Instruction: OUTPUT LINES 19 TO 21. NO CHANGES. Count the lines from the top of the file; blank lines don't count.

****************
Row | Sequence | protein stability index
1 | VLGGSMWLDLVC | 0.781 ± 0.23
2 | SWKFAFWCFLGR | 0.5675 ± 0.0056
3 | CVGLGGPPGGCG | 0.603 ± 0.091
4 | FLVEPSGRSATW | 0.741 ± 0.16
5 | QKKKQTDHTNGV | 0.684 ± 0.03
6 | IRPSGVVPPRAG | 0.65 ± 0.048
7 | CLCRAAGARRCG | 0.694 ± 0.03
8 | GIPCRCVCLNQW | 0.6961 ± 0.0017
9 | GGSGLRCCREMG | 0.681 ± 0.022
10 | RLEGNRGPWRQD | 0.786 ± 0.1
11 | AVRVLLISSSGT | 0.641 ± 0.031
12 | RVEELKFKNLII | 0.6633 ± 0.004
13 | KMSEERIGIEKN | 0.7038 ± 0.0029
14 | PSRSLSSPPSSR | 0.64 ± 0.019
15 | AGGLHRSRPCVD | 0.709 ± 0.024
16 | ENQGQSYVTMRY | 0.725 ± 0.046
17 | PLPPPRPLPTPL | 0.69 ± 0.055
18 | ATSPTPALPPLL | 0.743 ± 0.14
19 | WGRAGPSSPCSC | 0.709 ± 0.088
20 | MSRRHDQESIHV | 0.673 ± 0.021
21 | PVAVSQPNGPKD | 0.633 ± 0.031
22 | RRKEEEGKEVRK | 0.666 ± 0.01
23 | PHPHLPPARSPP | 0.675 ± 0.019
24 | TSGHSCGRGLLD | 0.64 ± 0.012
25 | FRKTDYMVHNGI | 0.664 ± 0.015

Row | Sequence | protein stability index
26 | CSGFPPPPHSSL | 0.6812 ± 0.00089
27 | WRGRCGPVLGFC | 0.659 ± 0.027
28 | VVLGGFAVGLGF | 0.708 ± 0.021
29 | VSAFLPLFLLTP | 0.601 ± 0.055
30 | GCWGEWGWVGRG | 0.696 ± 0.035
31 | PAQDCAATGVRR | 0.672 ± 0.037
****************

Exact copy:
18 | ATSPTPALPPLL | 0.743 ± 0.14
19 | WGRAGPSSPCSC | 0.709 ± 0.088
20 | MSRRHDQESIHV | 0.673 ± 0.021